The Twelfth Sunday in Ordinary Time [B]
Job 38:1,8-11 + 2 Corinthians 5:14-17 + Mark 4:35-41
June 20, 2021
“Who then is this whom even wind and sea obey?”
In this Sunday’s Gospel Reading, it’s asked about Jesus, “Who then is this whom even wind and sea obey?” Yet those who ask this are not strangers. They were disciples: people who were close to Jesus, and to whom Jesus had dedicated a lot of His time. It’s because of Jesus’ dedication that their question seems strange. Shouldn’t they know better? Shouldn’t they have some idea that Jesus is more than just a teacher?
In this, these disciples are you and me. In their ignorance of who Jesus really is, we can see a likeness of ourselves. This is one of the sources of so much trouble, agitation and discord in our own lives. The problem isn’t with Jesus. The problem is with us. These disciples ask, “Teacher, do you not care that we are perishing?”
Strike one, and strike two. These disciples make two mistakes here. Not only are they mistaken in thinking that Jesus is nothing more than a teacher. In fact, that’s the lesser of their two mistakes. The worse mistake is what they accuse Jesus of when they ask, “Don’t you care that we are perishing?”
Do you ever say something like this when you pray to God? Do you ever say to Him, “Don’t You care?” “Why aren’t You doing something?” “Don’t You see what’s happening in my life?”
Of course, all of these questions really boil down to the same question: “Don’t You love me, God?”
What naturally follows is our saying to God, “If You did love me, You never would have allowed things to get this bad in my life.” Or in other words, we might pray: “I can’t do anything about this mess, but You surely can. Since You’re choosing not to help me, You must not love me.”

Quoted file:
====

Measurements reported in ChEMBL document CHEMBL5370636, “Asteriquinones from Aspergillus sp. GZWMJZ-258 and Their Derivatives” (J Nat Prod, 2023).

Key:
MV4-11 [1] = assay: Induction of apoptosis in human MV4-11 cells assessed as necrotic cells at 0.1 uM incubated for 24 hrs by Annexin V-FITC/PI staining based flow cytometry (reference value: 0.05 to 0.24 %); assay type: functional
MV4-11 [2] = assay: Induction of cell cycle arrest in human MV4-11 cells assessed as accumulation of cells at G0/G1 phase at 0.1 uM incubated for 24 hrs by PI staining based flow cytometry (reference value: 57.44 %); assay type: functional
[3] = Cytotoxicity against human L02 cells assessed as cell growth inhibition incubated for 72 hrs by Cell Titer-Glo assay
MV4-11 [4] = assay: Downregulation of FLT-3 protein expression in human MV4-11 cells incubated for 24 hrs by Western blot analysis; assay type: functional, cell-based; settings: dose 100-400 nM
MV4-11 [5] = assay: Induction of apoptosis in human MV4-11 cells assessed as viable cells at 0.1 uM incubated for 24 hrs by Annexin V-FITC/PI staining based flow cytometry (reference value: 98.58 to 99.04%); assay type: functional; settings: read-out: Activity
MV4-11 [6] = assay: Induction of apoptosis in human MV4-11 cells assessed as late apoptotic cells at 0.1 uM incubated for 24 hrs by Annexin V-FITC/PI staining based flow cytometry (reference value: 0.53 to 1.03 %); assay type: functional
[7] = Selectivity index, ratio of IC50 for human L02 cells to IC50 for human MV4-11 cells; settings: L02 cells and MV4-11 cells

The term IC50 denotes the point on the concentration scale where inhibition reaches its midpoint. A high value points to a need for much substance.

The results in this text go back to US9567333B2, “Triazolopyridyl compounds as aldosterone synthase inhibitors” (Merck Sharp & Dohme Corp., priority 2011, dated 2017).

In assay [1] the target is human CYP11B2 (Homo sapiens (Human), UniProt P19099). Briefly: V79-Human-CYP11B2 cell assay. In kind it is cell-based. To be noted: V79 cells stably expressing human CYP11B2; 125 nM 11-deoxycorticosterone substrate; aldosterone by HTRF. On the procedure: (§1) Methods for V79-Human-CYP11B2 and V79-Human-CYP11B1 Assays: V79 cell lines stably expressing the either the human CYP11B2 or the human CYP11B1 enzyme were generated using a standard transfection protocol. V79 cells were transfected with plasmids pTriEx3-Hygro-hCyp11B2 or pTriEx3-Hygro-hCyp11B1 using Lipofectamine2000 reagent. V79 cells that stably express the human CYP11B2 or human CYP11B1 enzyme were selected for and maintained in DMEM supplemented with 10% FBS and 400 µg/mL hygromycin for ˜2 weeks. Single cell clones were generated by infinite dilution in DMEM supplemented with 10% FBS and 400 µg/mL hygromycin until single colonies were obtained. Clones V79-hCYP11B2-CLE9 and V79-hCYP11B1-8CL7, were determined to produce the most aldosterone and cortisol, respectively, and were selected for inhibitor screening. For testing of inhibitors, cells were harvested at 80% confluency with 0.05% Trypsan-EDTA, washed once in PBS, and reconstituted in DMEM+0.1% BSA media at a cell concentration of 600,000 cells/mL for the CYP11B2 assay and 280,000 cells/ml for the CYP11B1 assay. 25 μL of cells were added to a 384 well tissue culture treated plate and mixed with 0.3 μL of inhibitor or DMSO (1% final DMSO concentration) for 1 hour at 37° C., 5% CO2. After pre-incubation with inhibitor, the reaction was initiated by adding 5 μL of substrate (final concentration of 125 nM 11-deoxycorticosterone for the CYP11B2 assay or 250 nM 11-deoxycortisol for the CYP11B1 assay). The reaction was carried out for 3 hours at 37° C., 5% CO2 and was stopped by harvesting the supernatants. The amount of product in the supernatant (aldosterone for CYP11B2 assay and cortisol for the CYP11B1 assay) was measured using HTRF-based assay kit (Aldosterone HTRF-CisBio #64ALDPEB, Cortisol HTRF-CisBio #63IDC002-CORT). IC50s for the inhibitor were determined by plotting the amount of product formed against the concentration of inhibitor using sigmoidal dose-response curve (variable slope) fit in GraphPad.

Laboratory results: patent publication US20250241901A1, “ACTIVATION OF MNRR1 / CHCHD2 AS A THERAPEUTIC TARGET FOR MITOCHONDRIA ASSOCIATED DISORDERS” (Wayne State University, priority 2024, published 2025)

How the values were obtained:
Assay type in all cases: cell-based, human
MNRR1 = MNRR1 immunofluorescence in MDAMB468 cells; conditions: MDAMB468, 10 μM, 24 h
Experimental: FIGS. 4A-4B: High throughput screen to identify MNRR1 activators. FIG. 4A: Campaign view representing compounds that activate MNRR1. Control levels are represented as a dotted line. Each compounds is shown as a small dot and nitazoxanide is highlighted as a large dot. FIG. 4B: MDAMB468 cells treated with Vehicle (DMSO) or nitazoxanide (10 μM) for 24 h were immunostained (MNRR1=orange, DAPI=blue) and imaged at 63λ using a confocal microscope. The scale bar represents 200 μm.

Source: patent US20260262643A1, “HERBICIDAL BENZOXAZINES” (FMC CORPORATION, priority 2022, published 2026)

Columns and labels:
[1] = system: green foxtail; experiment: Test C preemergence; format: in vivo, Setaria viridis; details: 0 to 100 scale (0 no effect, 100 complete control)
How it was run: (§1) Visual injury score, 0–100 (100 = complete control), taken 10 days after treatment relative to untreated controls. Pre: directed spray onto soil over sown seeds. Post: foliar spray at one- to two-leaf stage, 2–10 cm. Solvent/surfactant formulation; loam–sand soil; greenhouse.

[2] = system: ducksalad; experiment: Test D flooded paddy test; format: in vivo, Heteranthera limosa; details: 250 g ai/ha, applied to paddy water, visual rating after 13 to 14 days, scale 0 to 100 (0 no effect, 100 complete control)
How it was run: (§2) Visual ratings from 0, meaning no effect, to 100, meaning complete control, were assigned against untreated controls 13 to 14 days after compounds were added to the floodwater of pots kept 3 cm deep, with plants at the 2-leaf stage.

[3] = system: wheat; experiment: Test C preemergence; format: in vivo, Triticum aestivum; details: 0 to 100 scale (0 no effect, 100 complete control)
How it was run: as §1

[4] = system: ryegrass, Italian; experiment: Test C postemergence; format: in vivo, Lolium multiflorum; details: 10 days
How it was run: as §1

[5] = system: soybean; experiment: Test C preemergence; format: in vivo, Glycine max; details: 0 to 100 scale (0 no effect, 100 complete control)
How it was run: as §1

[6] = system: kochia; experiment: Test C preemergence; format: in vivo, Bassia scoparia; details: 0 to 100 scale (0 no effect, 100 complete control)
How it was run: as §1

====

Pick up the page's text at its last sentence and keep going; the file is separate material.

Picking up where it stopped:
For the disciples in the boat as they are tossed and pitched about, the same dynamic is at work. They need to answer these two questions: “Who am I?” and “Who is God?” Yet the first question has to be answered first before seeking an answer to the second.
The same dynamic is at work as you are pitched and tossed about in the storm that we call “life”. In our prayers, we wonder and we ask whether God cares for us. As we ask this question about God’s love, we in turn wonder who we are, and whether our own lives have meaning. After all, if God does not love me, what hope—what future—does my life have?
There is only hope—there is only a future for us—if our lives are rooted in Christ. The answer to the question of the storm-tossed disciples is given by Saint Paul in the Second Reading. The answer to the questions of our daily lives is given to us by Saint Paul.
As he reflects, looking back in time many decades after Jesus’ Resurrection and Ascension, Saint Paul could see what the storm-tossed disciples could not. Saint Paul proclaims in the Second Reading: “… even if we once knew Christ according to the flesh, yet now we know him so no longer. So whoever is in Christ is a new creation: the old things have passed away; behold, new things have come.”
The storm-tossed disciples saw only a Teacher. They could not see a Savior. They only knew Christ according to the flesh: that is, with earthly eyes. They did not see Christ with eyes of faith.
Nor did they look at their own lives with eyes of faith. If they had, they would have seen more than just storm-tossed, weary, frightened people. They would have seen themselves as people loved by God: people loved by a God who protects His beloved from anything that can truly harm them.
In fact, there is a third strike made by the storm-tossed disciples when they cry out, “Teacher, do you not care that we are perishing?” The third strike is thinking that they are perishing.
If the Lord is with you, you will not perish, for the Lord is life. If you live your life in Christ, there is nothing you cannot endure. Christ has not made us for this world. He’s made us for a life that journeys through this world, drawing others into the peace of God’s presence even in the middle of storms.